mingling like weird cosmic soap bubbles in what theorists sometimes
call the multiverse.
"The stuff we're really famous for was really lucky in a way," Dr.
In the summer of 1998, after postdoctoral stints at Harvard and the
University of California, Berkeley, she was a tenured M.I.T. professor
ready to move to Princeton. She wondered then whether parallel
universes could help solve a vexing problem with a favorite theories
of particle physicists.
That theory, known as supersymmetry, was invented in turn to solve
another problem - the enormous gulf known as the hierarchy problem
between gravity and the other forces. Naïve calculations from first
principles suggest, Dr. Randall said, that gravity should be 10
million billion times as strong as it is. You might find it hard to
imagine gravity as a weak force, but consider, says Dr. Randall, that
a small magnet can hold up a paper clip, even though the entire earth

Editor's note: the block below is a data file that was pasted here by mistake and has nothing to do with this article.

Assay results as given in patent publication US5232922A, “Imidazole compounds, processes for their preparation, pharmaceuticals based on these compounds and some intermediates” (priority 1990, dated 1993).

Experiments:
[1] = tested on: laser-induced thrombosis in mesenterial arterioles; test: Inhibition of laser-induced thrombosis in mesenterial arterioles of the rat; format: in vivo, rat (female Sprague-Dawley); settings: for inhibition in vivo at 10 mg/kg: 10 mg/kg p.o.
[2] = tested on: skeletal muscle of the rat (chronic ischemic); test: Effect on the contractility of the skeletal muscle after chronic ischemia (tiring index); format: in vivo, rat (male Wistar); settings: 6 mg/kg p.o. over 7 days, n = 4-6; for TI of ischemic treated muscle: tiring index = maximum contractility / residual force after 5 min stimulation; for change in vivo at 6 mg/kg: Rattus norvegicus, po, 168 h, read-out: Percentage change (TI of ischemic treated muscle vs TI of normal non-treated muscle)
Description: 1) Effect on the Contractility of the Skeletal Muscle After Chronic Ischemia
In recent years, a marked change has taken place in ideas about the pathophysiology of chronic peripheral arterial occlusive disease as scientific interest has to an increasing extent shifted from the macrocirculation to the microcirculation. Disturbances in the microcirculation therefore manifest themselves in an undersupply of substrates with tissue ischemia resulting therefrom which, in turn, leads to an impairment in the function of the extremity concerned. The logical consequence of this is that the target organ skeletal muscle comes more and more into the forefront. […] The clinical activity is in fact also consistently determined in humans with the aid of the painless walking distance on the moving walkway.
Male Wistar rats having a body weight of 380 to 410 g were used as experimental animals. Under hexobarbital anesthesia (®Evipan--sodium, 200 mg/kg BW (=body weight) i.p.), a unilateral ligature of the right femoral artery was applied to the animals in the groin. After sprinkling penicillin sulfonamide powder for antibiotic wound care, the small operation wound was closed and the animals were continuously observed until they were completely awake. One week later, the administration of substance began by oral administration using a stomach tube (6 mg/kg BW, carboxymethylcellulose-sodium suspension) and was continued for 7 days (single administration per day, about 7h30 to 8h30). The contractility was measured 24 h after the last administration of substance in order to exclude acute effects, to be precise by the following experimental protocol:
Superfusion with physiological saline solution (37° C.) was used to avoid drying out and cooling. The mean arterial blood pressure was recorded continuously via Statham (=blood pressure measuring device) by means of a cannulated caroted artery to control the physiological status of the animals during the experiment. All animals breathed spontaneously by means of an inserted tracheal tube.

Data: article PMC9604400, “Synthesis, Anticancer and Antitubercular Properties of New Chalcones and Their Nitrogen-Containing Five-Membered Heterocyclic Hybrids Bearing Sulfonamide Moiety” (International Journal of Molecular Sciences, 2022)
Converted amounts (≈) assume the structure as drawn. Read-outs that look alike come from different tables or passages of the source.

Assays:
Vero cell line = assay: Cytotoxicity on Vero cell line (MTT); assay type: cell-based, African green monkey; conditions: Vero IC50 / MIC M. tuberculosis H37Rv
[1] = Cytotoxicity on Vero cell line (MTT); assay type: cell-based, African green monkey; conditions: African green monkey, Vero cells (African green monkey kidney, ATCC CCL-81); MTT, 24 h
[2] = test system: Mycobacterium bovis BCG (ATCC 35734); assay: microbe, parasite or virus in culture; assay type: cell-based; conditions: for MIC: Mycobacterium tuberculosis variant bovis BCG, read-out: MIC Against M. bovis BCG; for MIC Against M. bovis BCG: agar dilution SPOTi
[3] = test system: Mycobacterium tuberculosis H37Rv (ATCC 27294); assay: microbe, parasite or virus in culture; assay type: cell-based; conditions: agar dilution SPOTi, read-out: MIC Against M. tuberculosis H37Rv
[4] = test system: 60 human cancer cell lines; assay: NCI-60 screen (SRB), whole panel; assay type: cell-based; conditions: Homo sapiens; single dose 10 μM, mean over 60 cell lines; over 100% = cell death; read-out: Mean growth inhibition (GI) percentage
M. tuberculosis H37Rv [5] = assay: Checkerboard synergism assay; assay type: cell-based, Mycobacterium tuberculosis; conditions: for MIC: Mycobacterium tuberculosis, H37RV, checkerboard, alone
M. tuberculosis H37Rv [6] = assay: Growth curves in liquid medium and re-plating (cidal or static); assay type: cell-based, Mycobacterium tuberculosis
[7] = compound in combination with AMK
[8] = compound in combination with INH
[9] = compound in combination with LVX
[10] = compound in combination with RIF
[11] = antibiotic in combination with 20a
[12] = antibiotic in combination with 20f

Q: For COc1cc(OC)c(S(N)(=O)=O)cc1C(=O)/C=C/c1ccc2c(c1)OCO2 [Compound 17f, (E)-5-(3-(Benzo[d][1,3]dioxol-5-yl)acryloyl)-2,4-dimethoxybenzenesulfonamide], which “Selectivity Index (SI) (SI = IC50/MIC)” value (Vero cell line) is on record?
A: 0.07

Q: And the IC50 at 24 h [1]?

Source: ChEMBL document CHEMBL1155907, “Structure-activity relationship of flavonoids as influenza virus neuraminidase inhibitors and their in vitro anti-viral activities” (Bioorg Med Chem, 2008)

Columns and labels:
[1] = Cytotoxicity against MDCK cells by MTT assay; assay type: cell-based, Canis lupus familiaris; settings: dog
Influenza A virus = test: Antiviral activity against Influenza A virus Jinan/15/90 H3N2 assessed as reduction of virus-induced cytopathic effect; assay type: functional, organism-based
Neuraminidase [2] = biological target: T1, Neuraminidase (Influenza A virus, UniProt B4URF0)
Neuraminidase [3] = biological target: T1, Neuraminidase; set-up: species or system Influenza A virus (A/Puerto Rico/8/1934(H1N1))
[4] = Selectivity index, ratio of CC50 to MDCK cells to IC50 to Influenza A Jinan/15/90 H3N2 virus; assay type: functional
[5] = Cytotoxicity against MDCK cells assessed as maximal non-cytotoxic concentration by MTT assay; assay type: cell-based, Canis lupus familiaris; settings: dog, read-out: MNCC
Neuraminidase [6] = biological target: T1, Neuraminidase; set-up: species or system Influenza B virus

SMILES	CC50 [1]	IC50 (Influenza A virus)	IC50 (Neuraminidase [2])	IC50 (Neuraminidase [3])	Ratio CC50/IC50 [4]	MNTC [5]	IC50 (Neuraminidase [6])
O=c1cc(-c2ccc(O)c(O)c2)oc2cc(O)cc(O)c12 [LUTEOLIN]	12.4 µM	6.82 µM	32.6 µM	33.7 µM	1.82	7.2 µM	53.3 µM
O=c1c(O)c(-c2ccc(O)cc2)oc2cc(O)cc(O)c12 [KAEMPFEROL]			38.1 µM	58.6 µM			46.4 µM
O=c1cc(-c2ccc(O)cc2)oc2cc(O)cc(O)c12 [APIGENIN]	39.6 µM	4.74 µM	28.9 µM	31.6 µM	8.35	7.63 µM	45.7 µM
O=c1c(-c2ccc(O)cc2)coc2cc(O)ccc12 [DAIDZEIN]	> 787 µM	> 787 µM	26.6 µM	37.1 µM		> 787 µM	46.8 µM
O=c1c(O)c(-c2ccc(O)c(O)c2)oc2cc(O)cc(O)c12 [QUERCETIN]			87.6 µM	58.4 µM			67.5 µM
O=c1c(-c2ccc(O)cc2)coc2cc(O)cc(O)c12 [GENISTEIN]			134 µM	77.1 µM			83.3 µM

is pulling down on it.
But there was a hitch with the way the theory worked out in our
universe. It predicted reactions that are not observed.
Dr. Randall wondered if the missing reactions could be explained by
positing that some aspects of the theory were quarantined in a
She called up Dr. Sundrum, who was then a fellow at Boston University
and happy to collaborate, having worked with her before. A lot of
physics is taste, he explained, discerning, for example, what is an
important and a potentially soluble problem. Dr. Randall's biggest
strength, he said, is a kind of "unworldly" instinct. "She has a great
nose," Dr. Sundrum said.
"It's a mystery to those of us - hard to understand, almost to the
point of amusement - how she does it without any clear sign of what
led her to that path," he continued. "She gives no sign of why she
thinks what she thinks."
They began by drawing pictures and making crude estimates over ice
cream and coffee in that ice cream parlor, which is now a taqueria.
What they drew pictures of was a kind of Oreo cookie multiverse, an
architecture similar to one first discovered as a solution of the